Tag Archives: outrage

Sacrificing Our Outrage

A sampling — a sliver, really — of outrage from my Facebook feed.

  • Why aren’t you outraged every single day?
  • This should outrage everyone who reads it.
  • Where’s the outrage about this guy??
  • After a week of constant outrage and fear, I’m physically and emotionally ill.
  • Study Finds People Are Morally Outraged by Those Who Decide Not to Have Kids
  • Anti-pot billboards’ awkward race commentary sparks outrage
  • Outrage As White Teacher Tells Black Student Her African Themed Prom Dress Is Too Tacky!
  • Vanity Fair outrage: Michelle Obama, not Melania Trump, makes International Best Dressed List and…
  • Stop Pretending to Be Outraged by Kathy Griffin’s Gross Video

Besides social media exposures to outrage, there are also real life exposures to outrage. I can’t remember a time of so much outrage. Can you?

pockets of outrage

It’s outrageous.

We’re Being Played

The Internet has elevated an old currency to an unprecedented level of importance: our attention. Continue reading Sacrificing Our Outrage

On the Crime of Being Adopted

News came recently of Adam Crapser, a married father of two who was detained last month and sits in a cell in Tacoma awaiting deportation to Korea , a land he hasn’t seen since he was adopted from there 40 years ago, in 1976. His crime is not his own, and his life in the US can be summarized in four chapters, each its own tragedy:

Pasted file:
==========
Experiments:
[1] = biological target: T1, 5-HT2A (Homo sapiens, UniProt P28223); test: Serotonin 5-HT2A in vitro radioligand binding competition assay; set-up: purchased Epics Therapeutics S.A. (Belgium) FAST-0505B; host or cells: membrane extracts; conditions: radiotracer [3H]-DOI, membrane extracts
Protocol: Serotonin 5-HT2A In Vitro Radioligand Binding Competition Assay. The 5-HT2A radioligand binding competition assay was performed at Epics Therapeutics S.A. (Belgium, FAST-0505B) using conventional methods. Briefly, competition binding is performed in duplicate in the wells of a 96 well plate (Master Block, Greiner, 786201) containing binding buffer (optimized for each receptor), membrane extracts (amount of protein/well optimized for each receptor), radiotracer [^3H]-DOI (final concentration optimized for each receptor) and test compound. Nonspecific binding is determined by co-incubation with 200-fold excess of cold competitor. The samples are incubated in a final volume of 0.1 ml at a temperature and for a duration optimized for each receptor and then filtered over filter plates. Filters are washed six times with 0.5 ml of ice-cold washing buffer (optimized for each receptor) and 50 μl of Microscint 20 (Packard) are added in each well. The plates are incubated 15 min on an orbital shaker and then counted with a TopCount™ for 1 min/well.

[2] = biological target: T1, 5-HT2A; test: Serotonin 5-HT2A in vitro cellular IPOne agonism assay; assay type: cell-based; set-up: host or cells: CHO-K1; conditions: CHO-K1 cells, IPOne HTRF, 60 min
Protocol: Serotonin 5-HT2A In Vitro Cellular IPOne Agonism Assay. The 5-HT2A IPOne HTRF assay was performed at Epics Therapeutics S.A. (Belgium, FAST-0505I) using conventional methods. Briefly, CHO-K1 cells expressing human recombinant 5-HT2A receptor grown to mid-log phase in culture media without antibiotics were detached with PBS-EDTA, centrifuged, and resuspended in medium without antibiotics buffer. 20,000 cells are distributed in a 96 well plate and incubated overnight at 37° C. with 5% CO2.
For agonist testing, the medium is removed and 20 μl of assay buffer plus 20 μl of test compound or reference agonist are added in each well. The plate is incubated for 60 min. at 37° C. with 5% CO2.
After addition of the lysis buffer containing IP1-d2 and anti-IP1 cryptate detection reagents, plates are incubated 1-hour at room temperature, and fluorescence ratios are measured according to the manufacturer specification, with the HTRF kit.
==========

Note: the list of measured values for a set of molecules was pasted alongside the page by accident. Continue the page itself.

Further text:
• Abused by adoptive family #1, as was his biological sister.
  • Separated from his biological sister when Child Services got involved.
  • Adopted again by a new family, without his sister. Abused and tortured again.
  • Is today facing deportation charges because among all those charged with his care, none ever finalized his naturalization.

Today I offer guest post that reveals injustices around how adoptees are treated in the United States. Adam Pertman, founder of the National Center on Adoption and Permanency, tells of previous cases of adoptee deportation — Adam Crapser’s is not an rarity — along with what you can do to help make things right.
crime of being adopted
Continue reading On the Crime of Being Adopted